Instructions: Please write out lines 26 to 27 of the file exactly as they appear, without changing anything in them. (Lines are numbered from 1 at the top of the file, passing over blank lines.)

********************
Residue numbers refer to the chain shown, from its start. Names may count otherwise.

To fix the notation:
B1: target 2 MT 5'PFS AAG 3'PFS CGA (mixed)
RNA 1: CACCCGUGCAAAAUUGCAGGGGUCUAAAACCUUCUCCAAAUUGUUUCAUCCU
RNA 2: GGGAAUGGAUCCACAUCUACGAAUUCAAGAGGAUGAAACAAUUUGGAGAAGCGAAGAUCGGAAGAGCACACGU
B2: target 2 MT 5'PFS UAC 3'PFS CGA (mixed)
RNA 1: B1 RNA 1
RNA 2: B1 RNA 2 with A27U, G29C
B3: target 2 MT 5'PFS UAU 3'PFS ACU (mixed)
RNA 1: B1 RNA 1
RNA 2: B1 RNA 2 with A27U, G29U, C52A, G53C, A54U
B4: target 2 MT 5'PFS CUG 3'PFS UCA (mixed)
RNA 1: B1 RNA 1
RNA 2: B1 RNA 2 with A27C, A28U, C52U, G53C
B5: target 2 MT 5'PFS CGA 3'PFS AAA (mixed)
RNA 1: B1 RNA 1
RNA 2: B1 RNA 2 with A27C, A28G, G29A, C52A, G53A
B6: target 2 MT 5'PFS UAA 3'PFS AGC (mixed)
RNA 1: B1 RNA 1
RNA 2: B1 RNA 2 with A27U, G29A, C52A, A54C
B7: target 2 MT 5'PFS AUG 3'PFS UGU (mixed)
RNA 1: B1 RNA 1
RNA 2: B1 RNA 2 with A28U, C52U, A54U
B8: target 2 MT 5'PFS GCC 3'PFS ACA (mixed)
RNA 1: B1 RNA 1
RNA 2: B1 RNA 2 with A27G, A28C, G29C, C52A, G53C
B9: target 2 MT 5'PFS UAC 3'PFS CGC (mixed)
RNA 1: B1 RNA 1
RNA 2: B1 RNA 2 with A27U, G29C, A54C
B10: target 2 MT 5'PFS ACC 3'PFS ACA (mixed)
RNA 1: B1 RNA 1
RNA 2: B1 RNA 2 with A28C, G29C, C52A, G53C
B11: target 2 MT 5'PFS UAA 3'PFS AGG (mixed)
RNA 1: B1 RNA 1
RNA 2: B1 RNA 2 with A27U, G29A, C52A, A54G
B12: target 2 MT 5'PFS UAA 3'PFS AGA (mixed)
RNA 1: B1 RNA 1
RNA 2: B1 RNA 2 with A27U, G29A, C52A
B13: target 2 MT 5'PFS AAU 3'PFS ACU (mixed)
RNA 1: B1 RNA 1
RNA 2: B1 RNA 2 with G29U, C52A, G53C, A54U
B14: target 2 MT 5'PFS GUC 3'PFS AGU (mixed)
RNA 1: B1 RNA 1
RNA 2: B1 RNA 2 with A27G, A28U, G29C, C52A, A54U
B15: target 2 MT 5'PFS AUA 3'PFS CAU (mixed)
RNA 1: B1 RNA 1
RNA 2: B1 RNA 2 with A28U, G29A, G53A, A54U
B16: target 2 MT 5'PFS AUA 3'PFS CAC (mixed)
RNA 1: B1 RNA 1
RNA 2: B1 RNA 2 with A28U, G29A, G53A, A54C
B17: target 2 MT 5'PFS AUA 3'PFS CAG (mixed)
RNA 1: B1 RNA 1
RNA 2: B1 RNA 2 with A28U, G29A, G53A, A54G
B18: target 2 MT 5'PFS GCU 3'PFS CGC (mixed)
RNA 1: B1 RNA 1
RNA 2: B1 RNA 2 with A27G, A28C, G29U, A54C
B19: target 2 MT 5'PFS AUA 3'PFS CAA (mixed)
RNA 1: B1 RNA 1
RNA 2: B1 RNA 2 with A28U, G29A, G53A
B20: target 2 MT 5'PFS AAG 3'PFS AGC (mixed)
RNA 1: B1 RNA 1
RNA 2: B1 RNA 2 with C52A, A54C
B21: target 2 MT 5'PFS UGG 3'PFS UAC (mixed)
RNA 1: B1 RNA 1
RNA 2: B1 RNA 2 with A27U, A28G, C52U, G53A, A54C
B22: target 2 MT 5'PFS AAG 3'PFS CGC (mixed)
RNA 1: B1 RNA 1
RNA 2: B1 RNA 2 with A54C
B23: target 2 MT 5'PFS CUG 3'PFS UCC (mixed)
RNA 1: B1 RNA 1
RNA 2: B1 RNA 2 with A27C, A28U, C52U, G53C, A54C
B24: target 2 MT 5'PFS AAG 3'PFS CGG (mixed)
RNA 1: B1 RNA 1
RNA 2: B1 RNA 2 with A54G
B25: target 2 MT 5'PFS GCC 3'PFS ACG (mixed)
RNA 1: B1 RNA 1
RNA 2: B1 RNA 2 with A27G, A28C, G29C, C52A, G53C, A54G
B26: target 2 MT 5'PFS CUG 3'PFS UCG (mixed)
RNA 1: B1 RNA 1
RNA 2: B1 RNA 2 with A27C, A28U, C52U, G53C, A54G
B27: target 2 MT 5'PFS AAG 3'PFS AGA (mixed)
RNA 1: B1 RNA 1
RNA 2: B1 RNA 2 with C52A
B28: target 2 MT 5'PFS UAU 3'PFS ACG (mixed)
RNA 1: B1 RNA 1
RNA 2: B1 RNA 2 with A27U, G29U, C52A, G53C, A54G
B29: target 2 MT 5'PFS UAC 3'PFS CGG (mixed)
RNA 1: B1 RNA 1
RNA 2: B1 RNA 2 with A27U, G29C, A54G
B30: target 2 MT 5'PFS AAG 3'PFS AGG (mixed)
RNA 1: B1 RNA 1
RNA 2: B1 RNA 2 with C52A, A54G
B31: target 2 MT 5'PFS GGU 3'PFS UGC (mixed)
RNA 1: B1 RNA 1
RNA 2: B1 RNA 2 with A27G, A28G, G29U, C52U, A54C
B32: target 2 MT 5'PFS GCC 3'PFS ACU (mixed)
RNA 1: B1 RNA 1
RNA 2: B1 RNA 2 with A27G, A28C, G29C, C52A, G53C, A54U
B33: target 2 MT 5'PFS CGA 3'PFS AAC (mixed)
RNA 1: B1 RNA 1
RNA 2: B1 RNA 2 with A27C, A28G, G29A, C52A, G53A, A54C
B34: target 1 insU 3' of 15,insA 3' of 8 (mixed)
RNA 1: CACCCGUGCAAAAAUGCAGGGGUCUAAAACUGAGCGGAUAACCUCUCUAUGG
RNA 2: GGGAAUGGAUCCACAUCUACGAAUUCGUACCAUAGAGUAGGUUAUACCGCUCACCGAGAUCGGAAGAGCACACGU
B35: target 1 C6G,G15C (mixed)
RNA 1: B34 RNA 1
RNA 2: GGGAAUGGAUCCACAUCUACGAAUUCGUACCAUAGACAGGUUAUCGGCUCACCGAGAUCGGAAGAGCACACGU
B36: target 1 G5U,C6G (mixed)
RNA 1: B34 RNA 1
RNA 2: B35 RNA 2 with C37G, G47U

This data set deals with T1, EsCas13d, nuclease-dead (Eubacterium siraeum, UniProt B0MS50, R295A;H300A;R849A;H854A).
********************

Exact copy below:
RNA 2: B1 RNA 2 with A27G, A28C, G29C, C52A, G53C
B9: target 2 MT 5'PFS UAC 3'PFS CGC (mixed)